Salla bags are soft twined bags, woven with a unique full-turn twining method long practiced by Native Americans of the mid-Columbia River region. The bags were used primarily for gathering roots and medicines but were also used to gather nuts, seeds, and for the storing of dried foods. Prior to European contact, the bags were constructed primarily of dogbane, also known as Indian Hemp. After contact, they were often made with manufactured cotton, hemp, or jute twines. Course is two non-consecutive days.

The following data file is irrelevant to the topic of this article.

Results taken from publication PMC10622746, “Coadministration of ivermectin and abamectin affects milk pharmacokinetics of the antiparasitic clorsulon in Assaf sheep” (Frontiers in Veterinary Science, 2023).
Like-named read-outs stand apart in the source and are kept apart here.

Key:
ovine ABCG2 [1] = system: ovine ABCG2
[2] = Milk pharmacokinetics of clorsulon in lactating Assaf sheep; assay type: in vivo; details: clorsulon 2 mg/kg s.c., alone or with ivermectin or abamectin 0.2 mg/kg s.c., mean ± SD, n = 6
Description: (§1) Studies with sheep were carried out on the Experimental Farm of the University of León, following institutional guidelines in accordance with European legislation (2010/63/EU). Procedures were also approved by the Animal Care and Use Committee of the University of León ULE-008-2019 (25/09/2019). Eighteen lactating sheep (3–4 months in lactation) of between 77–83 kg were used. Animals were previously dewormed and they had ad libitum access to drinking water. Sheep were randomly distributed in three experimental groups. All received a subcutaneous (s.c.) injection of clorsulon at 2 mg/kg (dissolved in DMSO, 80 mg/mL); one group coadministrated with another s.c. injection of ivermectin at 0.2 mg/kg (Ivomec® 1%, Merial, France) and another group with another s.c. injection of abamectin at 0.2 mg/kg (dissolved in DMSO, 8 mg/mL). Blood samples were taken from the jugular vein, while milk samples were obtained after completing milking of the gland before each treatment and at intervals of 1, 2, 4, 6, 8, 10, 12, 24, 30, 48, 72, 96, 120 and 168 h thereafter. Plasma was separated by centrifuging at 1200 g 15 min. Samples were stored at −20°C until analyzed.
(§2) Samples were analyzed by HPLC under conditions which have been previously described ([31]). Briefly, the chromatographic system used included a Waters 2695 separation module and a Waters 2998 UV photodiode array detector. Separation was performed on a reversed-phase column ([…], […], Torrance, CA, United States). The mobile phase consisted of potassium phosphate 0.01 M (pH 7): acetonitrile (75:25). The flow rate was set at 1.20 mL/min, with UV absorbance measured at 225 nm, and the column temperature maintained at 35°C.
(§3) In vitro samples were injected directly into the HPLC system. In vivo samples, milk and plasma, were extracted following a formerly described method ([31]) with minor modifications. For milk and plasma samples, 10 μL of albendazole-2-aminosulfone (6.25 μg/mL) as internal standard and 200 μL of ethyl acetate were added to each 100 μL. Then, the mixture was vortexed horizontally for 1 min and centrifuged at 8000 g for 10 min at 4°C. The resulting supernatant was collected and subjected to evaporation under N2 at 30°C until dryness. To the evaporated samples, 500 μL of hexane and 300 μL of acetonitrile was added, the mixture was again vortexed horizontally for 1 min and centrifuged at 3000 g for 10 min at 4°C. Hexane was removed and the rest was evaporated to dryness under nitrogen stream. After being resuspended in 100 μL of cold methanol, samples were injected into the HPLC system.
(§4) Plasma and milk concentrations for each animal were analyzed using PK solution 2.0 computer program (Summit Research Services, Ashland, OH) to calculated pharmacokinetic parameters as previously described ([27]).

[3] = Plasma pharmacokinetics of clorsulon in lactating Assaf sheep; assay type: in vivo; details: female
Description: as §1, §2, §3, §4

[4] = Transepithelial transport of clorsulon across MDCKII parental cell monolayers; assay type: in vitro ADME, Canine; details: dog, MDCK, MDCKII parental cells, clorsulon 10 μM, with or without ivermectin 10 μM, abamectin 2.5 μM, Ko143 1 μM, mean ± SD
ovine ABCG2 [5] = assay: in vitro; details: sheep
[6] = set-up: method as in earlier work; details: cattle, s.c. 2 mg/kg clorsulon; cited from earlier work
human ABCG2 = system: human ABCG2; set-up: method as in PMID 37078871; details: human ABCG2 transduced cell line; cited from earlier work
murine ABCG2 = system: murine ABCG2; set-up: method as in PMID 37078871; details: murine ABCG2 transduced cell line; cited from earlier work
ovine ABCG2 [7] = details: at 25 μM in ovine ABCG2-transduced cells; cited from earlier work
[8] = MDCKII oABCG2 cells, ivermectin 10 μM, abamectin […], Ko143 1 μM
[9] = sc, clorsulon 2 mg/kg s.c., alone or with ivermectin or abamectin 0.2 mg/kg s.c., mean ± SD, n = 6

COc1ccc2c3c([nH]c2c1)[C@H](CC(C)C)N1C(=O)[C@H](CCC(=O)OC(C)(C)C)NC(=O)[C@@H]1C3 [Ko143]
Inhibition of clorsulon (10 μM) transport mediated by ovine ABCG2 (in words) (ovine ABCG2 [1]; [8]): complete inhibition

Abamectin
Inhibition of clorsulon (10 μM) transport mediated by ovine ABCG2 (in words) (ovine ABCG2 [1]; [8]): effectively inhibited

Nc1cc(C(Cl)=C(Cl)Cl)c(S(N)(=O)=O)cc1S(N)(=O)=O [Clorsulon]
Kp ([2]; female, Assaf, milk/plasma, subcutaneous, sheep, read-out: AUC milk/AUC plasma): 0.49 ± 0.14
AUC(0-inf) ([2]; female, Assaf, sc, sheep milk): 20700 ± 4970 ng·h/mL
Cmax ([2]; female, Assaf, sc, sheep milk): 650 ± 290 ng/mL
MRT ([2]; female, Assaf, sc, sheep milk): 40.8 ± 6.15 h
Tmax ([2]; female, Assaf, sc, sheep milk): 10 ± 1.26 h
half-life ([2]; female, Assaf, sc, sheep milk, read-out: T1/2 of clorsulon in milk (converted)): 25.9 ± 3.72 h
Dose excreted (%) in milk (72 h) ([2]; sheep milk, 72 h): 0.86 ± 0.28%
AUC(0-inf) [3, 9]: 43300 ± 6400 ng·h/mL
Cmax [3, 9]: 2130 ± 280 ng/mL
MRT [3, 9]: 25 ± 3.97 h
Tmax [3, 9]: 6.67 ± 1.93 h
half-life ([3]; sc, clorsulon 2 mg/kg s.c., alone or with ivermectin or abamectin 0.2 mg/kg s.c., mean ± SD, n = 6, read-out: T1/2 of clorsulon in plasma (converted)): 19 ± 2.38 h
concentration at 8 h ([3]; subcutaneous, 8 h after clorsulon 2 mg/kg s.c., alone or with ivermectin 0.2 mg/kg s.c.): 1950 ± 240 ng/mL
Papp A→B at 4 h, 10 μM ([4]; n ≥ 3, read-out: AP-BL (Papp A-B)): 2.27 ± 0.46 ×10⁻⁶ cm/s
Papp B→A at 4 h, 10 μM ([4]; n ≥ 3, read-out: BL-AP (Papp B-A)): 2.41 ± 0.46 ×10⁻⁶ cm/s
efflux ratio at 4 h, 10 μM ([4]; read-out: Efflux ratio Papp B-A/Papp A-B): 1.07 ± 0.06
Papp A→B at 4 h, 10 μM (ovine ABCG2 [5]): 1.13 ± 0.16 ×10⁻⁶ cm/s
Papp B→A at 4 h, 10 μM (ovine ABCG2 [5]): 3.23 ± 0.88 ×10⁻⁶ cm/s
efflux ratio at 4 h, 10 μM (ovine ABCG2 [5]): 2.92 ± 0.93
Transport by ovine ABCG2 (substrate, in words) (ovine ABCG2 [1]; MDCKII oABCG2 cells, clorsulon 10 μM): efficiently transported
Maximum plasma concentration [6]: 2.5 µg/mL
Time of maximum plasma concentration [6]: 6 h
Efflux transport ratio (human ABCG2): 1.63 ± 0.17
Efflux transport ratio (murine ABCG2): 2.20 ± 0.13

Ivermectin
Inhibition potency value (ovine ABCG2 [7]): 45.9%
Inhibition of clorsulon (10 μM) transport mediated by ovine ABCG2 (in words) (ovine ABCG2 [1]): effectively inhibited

Date: Feb 25 and March 11, 2017
Location: Issaquah, WA
Length: 1 day
Cost: $125 (includes all class materials)
NOTE: This course occurs over two Saturdays, with homework in-between.